The War Powerless Act

Remember what a horrible dictator Bush was, how he arrogantly disregarded any rules that might have constrained his ability to wage endless war wherever and whenever he wanted?  Well, thank goodness we have Team Obama in office now to restore a little humility to the executive branch.  Oh, wait, what’s that?

The White House would forge ahead with military action in Libya even if Congress passed a resolution constraining the mission, Secretary of State Hillary Clinton said during a classified briefing to House members Wednesday afternoon.

My favorite part of the article quoted above, though, is this:

The War Powers Act of 1973, passed in the aftermath of the Vietnam War, puts limits on the ability of the President to send American troops into combat areas without congressional approval. Under the act, the President can only send combat troops into battle or into areas where ”imminent” hostilities are likely, for 60 days without either a declaration of war by Congress or a specific congressional mandate.

Seriously, what a fucking joke.  The War Powers Act doesn’t put any limits on the President’s ability to do anything.  Bush was right: the congress is an impotent debating society whose only real function is to sit and roll over at El Presidente’s command.  It exists to give the illusion that the “people’s interests” are represented in Washington, and it’s the same whether there’s a Republican or a Democrat in the white house.  The only difference between Bush and Obama is that Bush was uncouth enough to say it in public.


From the Annals of the Ironically Named

I was at the library last night and I happened to notice, in one of the return carts, a book by Arlen Specter called Passion for Truth.  A book by a politician about how much of a hard on he has for the truth—and a big, thick one at that (the book, not the hard on).  I found this amusing, for obvious reasons, and it got me to thinking that maybe they should do a series along the lines of the for Dummies books.  Here are a few possible titles:

Passion for Freedom, by David Patraeus

Passion for Justice, by Eric Holder

Passion for Losing, by Charlie Sheen

Passion for Education, by Arne Duncan

Passion for Altruism, by Hank Paulson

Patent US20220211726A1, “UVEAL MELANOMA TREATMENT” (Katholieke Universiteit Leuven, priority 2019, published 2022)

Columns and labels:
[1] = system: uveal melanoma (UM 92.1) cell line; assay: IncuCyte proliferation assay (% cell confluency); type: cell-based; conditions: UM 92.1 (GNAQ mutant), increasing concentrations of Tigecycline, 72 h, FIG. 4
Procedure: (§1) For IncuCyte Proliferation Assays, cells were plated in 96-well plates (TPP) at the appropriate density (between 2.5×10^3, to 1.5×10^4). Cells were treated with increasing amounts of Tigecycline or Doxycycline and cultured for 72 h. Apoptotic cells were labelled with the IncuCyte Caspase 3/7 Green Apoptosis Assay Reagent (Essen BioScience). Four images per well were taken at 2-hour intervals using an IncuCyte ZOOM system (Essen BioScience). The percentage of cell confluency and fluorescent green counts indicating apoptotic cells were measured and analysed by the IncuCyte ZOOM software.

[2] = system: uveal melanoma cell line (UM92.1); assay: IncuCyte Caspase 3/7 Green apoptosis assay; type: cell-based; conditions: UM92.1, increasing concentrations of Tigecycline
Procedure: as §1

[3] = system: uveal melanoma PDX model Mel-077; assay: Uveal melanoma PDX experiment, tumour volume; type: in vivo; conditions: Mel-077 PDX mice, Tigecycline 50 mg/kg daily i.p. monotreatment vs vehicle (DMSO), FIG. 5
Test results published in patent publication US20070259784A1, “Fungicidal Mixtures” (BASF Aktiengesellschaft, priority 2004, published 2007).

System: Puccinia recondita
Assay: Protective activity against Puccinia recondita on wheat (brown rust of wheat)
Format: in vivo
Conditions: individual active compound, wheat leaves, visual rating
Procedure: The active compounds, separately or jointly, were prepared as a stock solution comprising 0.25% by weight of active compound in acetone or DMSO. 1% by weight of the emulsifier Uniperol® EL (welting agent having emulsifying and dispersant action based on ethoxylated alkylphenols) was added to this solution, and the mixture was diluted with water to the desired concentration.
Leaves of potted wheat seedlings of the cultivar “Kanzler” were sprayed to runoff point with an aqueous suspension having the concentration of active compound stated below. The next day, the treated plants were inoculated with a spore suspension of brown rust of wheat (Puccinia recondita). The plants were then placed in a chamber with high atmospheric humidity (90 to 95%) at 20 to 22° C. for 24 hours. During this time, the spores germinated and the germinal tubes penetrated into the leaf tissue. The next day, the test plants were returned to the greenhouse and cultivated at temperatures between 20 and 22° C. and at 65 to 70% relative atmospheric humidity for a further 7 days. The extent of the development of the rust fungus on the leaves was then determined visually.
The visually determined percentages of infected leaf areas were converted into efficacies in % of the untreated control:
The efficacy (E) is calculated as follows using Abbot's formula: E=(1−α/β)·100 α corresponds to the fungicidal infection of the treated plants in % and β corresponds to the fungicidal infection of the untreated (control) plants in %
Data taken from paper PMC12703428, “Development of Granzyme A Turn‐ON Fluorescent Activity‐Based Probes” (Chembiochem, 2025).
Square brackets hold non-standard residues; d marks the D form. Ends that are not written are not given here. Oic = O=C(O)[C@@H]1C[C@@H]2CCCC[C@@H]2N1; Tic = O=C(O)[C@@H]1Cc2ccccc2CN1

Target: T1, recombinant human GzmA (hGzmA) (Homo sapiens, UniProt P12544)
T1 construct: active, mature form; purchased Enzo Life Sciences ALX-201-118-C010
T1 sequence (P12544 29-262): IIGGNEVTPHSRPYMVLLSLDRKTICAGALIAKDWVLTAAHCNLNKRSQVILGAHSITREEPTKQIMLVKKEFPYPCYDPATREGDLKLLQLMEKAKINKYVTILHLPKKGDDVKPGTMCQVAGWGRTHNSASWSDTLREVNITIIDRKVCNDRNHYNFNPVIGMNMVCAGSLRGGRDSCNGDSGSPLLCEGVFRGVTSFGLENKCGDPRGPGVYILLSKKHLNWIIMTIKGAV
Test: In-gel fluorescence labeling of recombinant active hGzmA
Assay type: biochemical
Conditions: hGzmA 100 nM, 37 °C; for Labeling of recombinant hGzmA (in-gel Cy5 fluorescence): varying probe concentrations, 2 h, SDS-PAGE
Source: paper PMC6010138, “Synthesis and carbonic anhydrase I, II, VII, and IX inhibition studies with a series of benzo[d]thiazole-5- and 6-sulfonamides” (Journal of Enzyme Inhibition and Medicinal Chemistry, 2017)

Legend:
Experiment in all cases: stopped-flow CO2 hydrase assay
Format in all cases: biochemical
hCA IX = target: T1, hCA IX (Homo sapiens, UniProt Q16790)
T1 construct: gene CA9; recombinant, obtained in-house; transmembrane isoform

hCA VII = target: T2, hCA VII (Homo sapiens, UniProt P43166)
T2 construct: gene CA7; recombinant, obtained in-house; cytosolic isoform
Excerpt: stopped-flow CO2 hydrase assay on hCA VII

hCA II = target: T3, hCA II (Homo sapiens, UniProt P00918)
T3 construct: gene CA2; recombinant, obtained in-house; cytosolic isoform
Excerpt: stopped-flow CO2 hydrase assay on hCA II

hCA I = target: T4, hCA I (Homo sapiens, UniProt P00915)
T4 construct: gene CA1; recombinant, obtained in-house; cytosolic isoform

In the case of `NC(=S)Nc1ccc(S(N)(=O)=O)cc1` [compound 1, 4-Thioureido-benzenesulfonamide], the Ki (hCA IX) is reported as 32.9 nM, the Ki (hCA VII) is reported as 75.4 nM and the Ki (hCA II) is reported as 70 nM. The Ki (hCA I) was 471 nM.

Passion for Knowledge, Erudition, and a Non-moronic-sounding Nickname, by The Situation

Passion for Women Over the Age of 30, by Donald Trump

Passion for Human Life, by this guy

I think I may have a winner on my hands here.

Door? What door?

I caught a piece on NPR this morning about congressclowns who are concerned that Obama doesn’t have the authority to launch a “humanitarian mission” in Libya without congressional approval.  Nevermind this tired charade about whether this or that is “constitutional.”  Nobody fucking cares about the constitution; it’s a museum piece with no authority over anything.  The thing that got me, though, was when the reporter said that some congressman (from Massachusetts, I think) was worried that this might “open the door” to other foreign interventions in the future.  Open the door?  The door’s wide open.  No, wait, they got rid of that door years ago.  In fact, now that I think about it, the building is gone, too.

Never too young to get them started

Over at The Freeman, Wendy McElroy provides some useful advice about what to do, and—maybe more importantly—what not to do if the police come to question your child. The column was prompted by the recent arrest of an 11-year-old boy for a picture he drew in school. The kid’s parents made the mistake of letting him talk to the police without first contacting a lawyer.

This story reminds me of an encounter I had with the police when I was a kid, maybe 8 or 9 years old. There was a special announcement in school that day warning us about some lick-and-stick tattoos, with pictures of Mickey Mouse or some such image on them, that were allegedly laced with LSD and being peddled to children. I have no idea if this was actually happening or if it was just one of those false rumors that causes a few easily frightened dipshits to make a big stink, but on the way home from school that day, my cousin, who lived across the street, and I went up to every kid we passed and asked them if they wanted some Mickey Mouse tattoos (of course we did; isn’t that what any normal kids would do?). We had a few laughs over our deviousness, no doubt, then parted ways for the night.

Later on, a cop showed up at my house and told me that a kid in the neighborhood said that I tried to sell him drugs. I recall standing on the front porch, with (I think) my dad standing next to me, while the cop asked me if I had any drugs. I told him no, that we had just been told about these Mickey Mouse things at school that day and I had done it as a joke. I don’t recall much else. I’m pretty sure the cop realized he was dealing with nothing more nefarious than a stupid prank and left.

This was in 1979 or so, though, before “zero tolerance” became all the rage. If it had happened today, I probably would have wound up getting cuffed and stuffed and taken down to the local doughnut station and charged with pretending to sell drugs.